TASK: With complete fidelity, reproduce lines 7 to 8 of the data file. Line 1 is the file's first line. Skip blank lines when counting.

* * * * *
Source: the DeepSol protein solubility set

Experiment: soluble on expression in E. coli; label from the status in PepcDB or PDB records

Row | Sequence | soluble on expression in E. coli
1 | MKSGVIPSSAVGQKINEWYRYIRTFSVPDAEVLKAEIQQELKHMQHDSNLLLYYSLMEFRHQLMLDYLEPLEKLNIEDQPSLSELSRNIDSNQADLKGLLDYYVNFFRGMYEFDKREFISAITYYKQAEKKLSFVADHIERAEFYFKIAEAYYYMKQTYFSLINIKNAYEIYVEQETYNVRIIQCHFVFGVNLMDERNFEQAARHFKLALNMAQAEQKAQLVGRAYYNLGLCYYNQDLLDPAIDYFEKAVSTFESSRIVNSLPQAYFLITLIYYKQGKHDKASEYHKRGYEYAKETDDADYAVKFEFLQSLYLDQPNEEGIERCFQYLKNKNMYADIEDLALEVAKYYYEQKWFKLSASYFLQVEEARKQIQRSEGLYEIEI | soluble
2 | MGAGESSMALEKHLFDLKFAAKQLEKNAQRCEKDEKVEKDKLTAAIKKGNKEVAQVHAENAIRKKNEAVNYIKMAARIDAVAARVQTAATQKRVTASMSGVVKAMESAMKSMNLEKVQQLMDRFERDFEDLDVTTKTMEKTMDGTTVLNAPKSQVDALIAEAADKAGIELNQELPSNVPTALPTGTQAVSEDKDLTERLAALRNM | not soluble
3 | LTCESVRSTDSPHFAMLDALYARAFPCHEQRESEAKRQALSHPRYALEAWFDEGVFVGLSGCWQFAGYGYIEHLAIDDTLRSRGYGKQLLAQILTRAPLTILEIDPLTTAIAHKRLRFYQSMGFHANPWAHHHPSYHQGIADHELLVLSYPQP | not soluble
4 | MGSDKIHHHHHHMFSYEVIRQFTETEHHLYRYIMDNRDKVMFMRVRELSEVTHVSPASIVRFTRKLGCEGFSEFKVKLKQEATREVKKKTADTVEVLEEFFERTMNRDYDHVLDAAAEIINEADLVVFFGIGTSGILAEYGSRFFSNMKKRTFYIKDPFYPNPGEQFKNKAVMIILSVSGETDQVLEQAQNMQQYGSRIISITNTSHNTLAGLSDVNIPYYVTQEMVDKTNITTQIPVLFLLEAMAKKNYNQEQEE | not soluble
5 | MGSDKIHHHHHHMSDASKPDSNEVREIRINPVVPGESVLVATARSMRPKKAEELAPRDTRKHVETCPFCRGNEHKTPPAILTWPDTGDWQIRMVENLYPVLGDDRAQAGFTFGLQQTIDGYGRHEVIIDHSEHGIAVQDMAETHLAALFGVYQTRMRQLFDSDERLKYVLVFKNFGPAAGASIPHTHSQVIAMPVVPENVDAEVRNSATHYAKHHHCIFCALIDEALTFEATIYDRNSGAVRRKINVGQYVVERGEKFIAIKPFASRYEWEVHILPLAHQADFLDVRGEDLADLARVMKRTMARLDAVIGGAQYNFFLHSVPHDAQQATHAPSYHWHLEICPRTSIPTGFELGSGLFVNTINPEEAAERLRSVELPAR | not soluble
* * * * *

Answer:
4 | MGSDKIHHHHHHMFSYEVIRQFTETEHHLYRYIMDNRDKVMFMRVRELSEVTHVSPASIVRFTRKLGCEGFSEFKVKLKQEATREVKKKTADTVEVLEEFFERTMNRDYDHVLDAAAEIINEADLVVFFGIGTSGILAEYGSRFFSNMKKRTFYIKDPFYPNPGEQFKNKAVMIILSVSGETDQVLEQAQNMQQYGSRIISITNTSHNTLAGLSDVNIPYYVTQEMVDKTNITTQIPVLFLLEAMAKKNYNQEQEE | not soluble
5 | MGSDKIHHHHHHMSDASKPDSNEVREIRINPVVPGESVLVATARSMRPKKAEELAPRDTRKHVETCPFCRGNEHKTPPAILTWPDTGDWQIRMVENLYPVLGDDRAQAGFTFGLQQTIDGYGRHEVIIDHSEHGIAVQDMAETHLAALFGVYQTRMRQLFDSDERLKYVLVFKNFGPAAGASIPHTHSQVIAMPVVPENVDAEVRNSATHYAKHHHCIFCALIDEALTFEATIYDRNSGAVRRKINVGQYVVERGEKFIAIKPFASRYEWEVHILPLAHQADFLDVRGEDLADLARVMKRTMARLDAVIGGAQYNFFLHSVPHDAQQATHAPSYHWHLEICPRTSIPTGFELGSGLFVNTINPEEAAERLRSVELPAR | not soluble